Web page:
WASHINGTON (AP) -- Ford Motor Co. said its two top executives met Tuesday with officials from billionaire investor Kirk Kerkorian's Tracinda Corp. to discuss the company's transformation plan.
Ford said in a statement that the informal meeting with Tracinda, which recently increased its ownership stake in the company to 5.5 percent, was positive ''and a chance for the leaders of both companies to discuss elements of Ford's transformation plan that we have announced publicly.''
''We continue to welcome confidence in Ford by our various stakeholders,'' the company said in a brief statement.
Ford was represented by Chief Executive Alan Mulally and Executive Chairman Bill Ford, the company said. Ford spokesman Mark Truby said Kerkorian attended the meeting, but Truby declined to provide additional details on the discussion.
Tracinda spokesman Tom Johnson declined to comment on the meeting.
Kerkorian, 91, has tried to leave his mark on Detroit's auto companies during the past decade and his accumulation of Ford shares has been closely watched by the industry. Ford shares rose 10 cents, or 1.5 percent, to $6.60 Tuesday.
Ford's stock price has declined in recent weeks as consumers grapple with record-high gasoline prices and a sluggish economy, dampening automobile sales. Ford said earlier this month that it no longer expects to return to profitability by 2009 and is cutting North American production for the rest of the year.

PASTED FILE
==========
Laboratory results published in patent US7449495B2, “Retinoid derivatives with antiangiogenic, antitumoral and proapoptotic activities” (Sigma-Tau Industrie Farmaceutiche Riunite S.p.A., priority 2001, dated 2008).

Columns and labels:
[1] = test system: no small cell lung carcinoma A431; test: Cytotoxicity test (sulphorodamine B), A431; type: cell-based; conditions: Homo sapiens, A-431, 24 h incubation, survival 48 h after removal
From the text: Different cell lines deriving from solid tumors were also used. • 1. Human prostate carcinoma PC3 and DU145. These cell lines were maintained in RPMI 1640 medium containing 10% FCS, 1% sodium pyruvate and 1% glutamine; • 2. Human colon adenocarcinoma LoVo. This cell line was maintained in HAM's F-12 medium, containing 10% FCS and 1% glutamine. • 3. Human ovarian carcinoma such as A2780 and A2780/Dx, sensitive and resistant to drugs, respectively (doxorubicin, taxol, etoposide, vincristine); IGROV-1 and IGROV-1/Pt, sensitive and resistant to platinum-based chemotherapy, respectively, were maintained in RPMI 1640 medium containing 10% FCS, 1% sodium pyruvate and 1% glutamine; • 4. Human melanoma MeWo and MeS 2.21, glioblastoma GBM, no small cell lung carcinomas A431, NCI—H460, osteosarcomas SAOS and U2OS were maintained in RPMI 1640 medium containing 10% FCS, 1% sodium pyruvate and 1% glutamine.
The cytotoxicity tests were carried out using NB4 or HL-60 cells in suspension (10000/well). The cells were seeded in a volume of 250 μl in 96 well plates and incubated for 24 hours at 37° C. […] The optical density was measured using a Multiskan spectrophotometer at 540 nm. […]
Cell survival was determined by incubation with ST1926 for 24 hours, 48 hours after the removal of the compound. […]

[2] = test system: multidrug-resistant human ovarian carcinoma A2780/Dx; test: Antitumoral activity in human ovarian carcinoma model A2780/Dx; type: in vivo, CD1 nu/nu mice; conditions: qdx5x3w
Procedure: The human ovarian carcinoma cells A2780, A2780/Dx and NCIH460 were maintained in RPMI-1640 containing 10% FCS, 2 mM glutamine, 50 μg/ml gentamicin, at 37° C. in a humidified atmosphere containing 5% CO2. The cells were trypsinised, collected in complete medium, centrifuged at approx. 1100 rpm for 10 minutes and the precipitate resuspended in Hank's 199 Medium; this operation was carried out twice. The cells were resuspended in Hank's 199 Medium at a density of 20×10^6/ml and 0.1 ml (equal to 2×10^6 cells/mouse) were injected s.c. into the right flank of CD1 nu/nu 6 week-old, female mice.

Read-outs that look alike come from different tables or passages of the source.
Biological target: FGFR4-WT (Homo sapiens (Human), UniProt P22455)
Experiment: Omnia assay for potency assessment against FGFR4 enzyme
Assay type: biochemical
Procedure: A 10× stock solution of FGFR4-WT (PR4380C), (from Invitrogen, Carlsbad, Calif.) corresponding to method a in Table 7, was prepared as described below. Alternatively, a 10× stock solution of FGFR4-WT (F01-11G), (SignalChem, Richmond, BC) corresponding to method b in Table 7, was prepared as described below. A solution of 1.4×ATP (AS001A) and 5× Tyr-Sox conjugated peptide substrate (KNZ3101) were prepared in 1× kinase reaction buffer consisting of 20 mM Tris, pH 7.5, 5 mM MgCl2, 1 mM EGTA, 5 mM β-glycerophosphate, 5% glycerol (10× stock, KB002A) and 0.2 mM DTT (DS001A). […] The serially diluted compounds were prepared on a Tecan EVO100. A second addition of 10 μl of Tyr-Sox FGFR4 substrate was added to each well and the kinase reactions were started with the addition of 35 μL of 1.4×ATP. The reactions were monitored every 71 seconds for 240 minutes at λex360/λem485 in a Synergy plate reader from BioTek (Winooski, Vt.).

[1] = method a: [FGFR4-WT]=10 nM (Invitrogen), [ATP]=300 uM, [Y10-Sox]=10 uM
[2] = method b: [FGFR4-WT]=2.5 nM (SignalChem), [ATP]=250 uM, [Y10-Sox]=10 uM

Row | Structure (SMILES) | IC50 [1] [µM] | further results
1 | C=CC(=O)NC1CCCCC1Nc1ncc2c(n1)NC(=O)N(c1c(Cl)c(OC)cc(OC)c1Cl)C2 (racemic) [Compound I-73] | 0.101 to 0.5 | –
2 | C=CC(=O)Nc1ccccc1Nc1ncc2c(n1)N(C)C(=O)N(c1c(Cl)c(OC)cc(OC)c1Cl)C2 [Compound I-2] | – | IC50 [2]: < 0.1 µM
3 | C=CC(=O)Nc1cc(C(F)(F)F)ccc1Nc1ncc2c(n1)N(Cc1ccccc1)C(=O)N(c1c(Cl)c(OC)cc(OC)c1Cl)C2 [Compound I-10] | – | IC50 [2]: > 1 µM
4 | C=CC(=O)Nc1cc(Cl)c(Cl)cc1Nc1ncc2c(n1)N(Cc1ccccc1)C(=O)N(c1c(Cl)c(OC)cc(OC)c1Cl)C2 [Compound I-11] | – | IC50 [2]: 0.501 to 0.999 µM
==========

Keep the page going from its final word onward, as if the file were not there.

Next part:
Kerkorian's company has expressed confidence in Mulally and Ford's management team and completed a tender offer last week to buy 20 million Ford shares for about $170 million, increasing its stake to 5.5 percent.
Tracinda said in early May that it did not have any ''present intent to acquire or influence control over the business of Ford.'' But it said it ''may, from time to time, propose business strategies and ... acquire additional shares.''
Even if Kerkorian sought a larger stake in the company, Ford has protections from a takeover. The Ford family's shares carry 40 percent voting rights through a special class of stock, providing the company with stability from outside intrusion.
Kerkorian has rarely acted passively in the past during his forays into the auto industry. He tried to take over Chrysler during the 1990s and invested heavily in General Motors Corp. in 2006 in an attempt to orchestrate an alignment with Nissan Motor Co. and Renault SA.
Jerry York, a top Kerkorian adviser and former Chrysler chief financial officer, has suggested Ford should sell its Mercury and Volvo brands, prompting the company to defend its handling of the brands.
Tracinda began accumulating 100 million Ford shares, or 4.7 percent of the outstanding stock, on April 2 at an average cost of $6.91 per share. It bought the additional 20 million shares at $8.50 per share.
Ford's board of directors said it was neutral on the tender offer and expressed no opinion on the transaction.
Peter Henning, a former attorney with the Securities and Exchange Commission who teaches at Wayne State University Law School in Detroit, said Ford would not likely need to provide much beyond its statement in a regulatory filing because the talks centered on the ongoing restructuring plan.
AP Auto Writer Tom Krisher in Detroit contributed to this report.